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Mint sets, packages of mint-fresh coins, have been offered by the United States Mint since 1947.
They usually include all denominations and designs being produced for circulation in a given year.
Many people like to collect mint sets, and in this article we will examine the U.S. Mint sets of the 1980s.
1980s mint sets offer a wide variety of coins and values.
1980s Mint Sets
The 1980s present an interesting array of options for the mint set collector.
The early years of the 1980s include the Susan B. Anthony dollar.
The latter part of the decade includes the mint-set-only 1987 Kennedy half dollars, a sort of modern scarcity.
1980 & 1981 Mint Sets Similar To 1970 Mint Sets
The 1980 and 1981 mint sets are generally of the same format, packaging style, and appearance of the 1970s mint sets.
Both the 1980 and 1981 come in large white envelopes, as did the bulk of the 1970s sets. The 1980 coin set also includes the same lighter blue, color-coding strips on the Philadelphia cellophane packages as the sets of the 1970s.
In 1981, the U.S. Mint did slightly change the color of the Philadelphia strips; the 1981 Philadelphia packaging has a darker blue strip than the 1970s Philadelphia packaging.
No Official Mint Sets Produced In 1982 & 1983
In 1982 and 1983, the U.S. Mint did not produce any official mint sets, though each mint did sell souvenir sets, which were offered at the facilities. Souvenir sets of coins were generally purchased by visitors who toured the facilities.
While no 1982 or 1983 mint sets were sold, many private individuals have produced packaged sets of uncirculated 1982 and 1983 U.S. coins. These can be purchased from some coin dealers.
Mint Sets Return in 1984 With Different Packaging
In 1984, the U.S. Mint returned to mint set production, this time offering sets far different from the 1970s-era mint sets in terms of packaging and features.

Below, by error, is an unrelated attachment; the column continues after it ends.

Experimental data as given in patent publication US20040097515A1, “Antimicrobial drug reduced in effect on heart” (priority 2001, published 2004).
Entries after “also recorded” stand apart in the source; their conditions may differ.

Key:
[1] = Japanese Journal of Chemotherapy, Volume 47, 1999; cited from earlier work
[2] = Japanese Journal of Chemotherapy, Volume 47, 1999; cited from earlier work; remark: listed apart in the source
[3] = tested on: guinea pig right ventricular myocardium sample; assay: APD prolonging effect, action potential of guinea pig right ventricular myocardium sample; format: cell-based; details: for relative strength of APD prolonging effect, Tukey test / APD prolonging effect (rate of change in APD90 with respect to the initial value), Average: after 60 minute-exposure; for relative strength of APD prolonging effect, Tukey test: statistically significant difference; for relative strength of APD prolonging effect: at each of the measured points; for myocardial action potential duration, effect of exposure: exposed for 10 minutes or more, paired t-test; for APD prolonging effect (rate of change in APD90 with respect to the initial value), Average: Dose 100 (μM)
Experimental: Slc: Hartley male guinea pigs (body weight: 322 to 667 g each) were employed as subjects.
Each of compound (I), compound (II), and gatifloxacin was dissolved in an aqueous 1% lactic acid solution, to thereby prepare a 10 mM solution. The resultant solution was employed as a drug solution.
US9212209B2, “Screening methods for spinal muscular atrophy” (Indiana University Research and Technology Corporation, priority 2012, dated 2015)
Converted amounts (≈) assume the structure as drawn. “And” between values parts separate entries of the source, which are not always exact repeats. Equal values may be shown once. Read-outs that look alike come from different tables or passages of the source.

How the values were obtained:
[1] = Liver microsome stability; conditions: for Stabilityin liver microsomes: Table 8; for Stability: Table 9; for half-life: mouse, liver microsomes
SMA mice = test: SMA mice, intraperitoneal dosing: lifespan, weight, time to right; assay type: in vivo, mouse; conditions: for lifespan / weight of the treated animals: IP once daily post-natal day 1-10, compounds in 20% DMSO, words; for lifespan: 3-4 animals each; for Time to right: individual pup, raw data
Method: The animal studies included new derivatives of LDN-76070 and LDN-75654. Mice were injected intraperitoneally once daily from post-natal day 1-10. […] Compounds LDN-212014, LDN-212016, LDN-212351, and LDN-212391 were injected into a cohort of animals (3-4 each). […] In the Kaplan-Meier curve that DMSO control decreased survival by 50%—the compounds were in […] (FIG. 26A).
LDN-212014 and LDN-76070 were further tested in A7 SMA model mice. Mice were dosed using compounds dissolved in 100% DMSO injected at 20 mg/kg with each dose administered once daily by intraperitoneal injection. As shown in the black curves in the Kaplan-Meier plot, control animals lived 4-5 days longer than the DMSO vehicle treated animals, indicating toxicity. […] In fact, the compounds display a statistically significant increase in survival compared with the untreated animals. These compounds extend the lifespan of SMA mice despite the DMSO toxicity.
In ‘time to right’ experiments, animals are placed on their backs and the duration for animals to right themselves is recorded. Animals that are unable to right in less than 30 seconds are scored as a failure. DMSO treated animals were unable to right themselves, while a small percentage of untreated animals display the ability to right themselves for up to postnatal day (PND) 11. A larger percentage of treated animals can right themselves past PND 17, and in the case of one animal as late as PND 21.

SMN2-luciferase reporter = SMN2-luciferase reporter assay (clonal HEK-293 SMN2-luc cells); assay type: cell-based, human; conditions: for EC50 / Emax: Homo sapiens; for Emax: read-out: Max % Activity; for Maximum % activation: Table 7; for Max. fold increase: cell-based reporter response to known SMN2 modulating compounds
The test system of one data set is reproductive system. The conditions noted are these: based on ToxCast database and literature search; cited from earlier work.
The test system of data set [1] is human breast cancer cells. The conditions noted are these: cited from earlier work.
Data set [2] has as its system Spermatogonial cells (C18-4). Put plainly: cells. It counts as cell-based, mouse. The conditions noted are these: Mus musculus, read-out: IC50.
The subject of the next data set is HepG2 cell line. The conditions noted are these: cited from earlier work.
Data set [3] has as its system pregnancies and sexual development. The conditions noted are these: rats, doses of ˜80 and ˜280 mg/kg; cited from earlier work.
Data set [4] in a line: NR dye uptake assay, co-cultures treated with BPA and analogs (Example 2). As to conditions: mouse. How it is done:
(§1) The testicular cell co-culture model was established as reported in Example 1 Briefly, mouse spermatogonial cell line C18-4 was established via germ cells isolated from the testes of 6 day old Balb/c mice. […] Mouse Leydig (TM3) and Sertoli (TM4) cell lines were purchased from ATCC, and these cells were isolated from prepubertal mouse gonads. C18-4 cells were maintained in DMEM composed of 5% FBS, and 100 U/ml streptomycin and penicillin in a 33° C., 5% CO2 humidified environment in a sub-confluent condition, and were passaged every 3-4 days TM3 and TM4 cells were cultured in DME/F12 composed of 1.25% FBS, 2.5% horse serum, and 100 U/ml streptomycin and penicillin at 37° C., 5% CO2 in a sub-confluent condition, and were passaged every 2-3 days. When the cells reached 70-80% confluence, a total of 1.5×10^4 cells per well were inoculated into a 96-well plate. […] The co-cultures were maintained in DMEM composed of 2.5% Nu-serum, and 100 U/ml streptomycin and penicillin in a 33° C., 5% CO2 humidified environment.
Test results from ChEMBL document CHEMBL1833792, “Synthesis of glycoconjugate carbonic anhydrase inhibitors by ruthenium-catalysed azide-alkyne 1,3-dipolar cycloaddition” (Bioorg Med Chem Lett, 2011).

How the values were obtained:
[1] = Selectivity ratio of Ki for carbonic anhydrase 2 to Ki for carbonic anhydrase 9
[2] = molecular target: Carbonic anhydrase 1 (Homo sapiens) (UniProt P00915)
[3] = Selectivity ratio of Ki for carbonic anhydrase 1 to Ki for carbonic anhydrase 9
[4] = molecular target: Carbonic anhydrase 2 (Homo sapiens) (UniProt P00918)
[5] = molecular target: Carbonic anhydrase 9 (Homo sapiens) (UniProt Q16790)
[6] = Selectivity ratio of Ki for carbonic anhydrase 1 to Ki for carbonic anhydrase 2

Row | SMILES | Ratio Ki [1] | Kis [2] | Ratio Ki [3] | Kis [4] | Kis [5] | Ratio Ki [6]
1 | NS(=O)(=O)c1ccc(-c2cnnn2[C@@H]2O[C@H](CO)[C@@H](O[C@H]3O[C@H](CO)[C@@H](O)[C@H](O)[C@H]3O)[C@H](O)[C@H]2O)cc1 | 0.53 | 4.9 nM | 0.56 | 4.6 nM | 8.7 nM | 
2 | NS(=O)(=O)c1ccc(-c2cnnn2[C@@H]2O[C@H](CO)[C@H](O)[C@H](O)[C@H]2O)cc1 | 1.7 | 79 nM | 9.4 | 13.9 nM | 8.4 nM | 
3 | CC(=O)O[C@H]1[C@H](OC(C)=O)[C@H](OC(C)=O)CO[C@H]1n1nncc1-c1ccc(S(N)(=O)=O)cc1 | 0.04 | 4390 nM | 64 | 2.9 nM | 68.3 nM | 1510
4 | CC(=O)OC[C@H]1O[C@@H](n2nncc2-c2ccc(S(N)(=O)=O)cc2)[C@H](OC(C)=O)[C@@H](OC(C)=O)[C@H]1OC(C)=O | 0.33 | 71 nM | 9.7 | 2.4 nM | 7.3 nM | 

The U.S. Mint began placing mint sets in colorful envelopes containing photographs of the coins contained inside. They were far different from the virtually plain pre-1982 mint set envelopes.
Also, the U.S. Mint began identifying the Philadelphia and Denver cellophane packages with small bronze medals containing a prominent “P” for Philadelphia coins and a “D” for Denver-minted coins.
Another difference between the mint coin sets of the later 1980s and those of earlier years is that the U.S. Mint began using stiffer, Mylar packaging as the 1980s wore into the 1990s.
Kennedy Half Dollars Highlight 1980s Mint Coin Sets
As mentioned earlier, one of the highlights of the 1980s mint sets is that 1987 mint sets contain the 1987-P and 1987-D Kennedy half dollars.
A mere 2,890,758 of each were minted, and these were distributed only through mint sets and souvenir sets.
1980s Mint Set Values
Current values and mintages* according to the Professional Coin Grading Service (PCGS) for 1980s mint sets are as follows:
- 1980 2,815,066 $10
- 1981 2,908,145 $16
- 1984 1,832,858 $9
- 1985 1,710,575 $9
- 1986 1,153,540 $16
- 1987 2,890,758 $10
- 1988 1,646,025 $10
- 1989 1,987,915 $9
*Mintages refer to how many sets were produced, not necessarily how many currently still exist. Many mint sets are broken up every year, particularly to divide coins among collectors specializing in certain types of coins.
More About Mint Sets
My love for coins began when I was 11 years old. I primarily collect and study U.S. coins produced during the 20th century. I'm a member of the American Numismatic Association (ANA) and the Numismatic Literary Guild (NLG) and have won multiple awards from the NLG for my work as a coin journalist. I'm also the editor at CDN Publishing (a trusted source for the price of U.S. rare coins), editor at the Florida United Numismatists Club (FUN Topics magazine), and author of Images of America: The United States Mint in Philadelphia (a book that explores the colorful history of the Philadelphia Mint). I've contributed hundreds of articles for various coin publications including COINage, The Numismatist, Numismatic News, Coin Dealer Newsletter, Coin Values, and CoinWeek. I've also authored nearly 1,000 articles here at The Fun Times Guide to Coins — and I welcome your coin questions in the comments below!